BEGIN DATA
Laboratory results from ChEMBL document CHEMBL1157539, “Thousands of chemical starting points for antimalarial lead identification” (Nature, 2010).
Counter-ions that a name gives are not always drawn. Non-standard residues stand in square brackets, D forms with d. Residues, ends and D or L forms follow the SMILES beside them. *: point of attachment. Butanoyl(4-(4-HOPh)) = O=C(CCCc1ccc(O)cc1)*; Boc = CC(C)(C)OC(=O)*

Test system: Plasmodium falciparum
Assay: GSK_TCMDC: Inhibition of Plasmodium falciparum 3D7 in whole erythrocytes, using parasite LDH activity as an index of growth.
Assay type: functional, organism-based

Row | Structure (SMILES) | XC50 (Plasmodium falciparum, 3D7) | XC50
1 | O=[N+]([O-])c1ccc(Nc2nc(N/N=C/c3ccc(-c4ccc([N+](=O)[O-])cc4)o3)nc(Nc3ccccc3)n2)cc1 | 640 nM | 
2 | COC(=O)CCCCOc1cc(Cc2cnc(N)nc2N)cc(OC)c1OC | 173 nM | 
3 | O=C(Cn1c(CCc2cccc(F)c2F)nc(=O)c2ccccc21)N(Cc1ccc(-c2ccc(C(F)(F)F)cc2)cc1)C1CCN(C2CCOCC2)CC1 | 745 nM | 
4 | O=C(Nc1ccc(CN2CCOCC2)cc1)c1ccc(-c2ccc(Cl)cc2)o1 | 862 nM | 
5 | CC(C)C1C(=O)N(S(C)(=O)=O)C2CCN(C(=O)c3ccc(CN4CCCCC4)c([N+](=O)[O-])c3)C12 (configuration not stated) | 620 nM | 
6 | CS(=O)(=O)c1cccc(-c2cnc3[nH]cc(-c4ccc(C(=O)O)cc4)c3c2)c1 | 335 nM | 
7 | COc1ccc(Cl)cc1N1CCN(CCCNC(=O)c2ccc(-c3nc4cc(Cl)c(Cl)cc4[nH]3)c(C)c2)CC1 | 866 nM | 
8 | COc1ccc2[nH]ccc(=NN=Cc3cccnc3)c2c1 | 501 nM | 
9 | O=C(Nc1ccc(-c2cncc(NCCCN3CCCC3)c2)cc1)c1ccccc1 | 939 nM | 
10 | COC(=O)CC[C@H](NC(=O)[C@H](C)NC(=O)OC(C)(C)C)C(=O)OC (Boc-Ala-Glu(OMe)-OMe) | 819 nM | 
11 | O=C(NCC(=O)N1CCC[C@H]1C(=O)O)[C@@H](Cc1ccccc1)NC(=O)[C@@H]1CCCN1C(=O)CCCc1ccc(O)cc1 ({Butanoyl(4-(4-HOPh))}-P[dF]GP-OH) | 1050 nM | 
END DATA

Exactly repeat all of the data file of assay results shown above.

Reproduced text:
Laboratory results from ChEMBL document CHEMBL1157539, “Thousands of chemical starting points for antimalarial lead identification” (Nature, 2010).
Counter-ions that a name gives are not always drawn. Non-standard residues stand in square brackets, D forms with d. Residues, ends and D or L forms follow the SMILES beside them. *: point of attachment. Butanoyl(4-(4-HOPh)) = O=C(CCCc1ccc(O)cc1)*; Boc = CC(C)(C)OC(=O)*

Test system: Plasmodium falciparum
Assay: GSK_TCMDC: Inhibition of Plasmodium falciparum 3D7 in whole erythrocytes, using parasite LDH activity as an index of growth.
Assay type: functional, organism-based

Row | Structure (SMILES) | XC50 (Plasmodium falciparum, 3D7) | XC50
1 | O=[N+]([O-])c1ccc(Nc2nc(N/N=C/c3ccc(-c4ccc([N+](=O)[O-])cc4)o3)nc(Nc3ccccc3)n2)cc1 | 640 nM | 
2 | COC(=O)CCCCOc1cc(Cc2cnc(N)nc2N)cc(OC)c1OC | 173 nM | 
3 | O=C(Cn1c(CCc2cccc(F)c2F)nc(=O)c2ccccc21)N(Cc1ccc(-c2ccc(C(F)(F)F)cc2)cc1)C1CCN(C2CCOCC2)CC1 | 745 nM | 
4 | O=C(Nc1ccc(CN2CCOCC2)cc1)c1ccc(-c2ccc(Cl)cc2)o1 | 862 nM | 
5 | CC(C)C1C(=O)N(S(C)(=O)=O)C2CCN(C(=O)c3ccc(CN4CCCCC4)c([N+](=O)[O-])c3)C12 (configuration not stated) | 620 nM | 
6 | CS(=O)(=O)c1cccc(-c2cnc3[nH]cc(-c4ccc(C(=O)O)cc4)c3c2)c1 | 335 nM | 
7 | COc1ccc(Cl)cc1N1CCN(CCCNC(=O)c2ccc(-c3nc4cc(Cl)c(Cl)cc4[nH]3)c(C)c2)CC1 | 866 nM | 
8 | COc1ccc2[nH]ccc(=NN=Cc3cccnc3)c2c1 | 501 nM | 
9 | O=C(Nc1ccc(-c2cncc(NCCCN3CCCC3)c2)cc1)c1ccccc1 | 939 nM | 
10 | COC(=O)CC[C@H](NC(=O)[C@H](C)NC(=O)OC(C)(C)C)C(=O)OC (Boc-Ala-Glu(OMe)-OMe) | 819 nM | 
11 | O=C(NCC(=O)N1CCC[C@H]1C(=O)O)[C@@H](Cc1ccccc1)NC(=O)[C@@H]1CCCN1C(=O)CCCc1ccc(O)cc1 ({Butanoyl(4-(4-HOPh))}-P[dF]GP-OH) | 1050 nM | 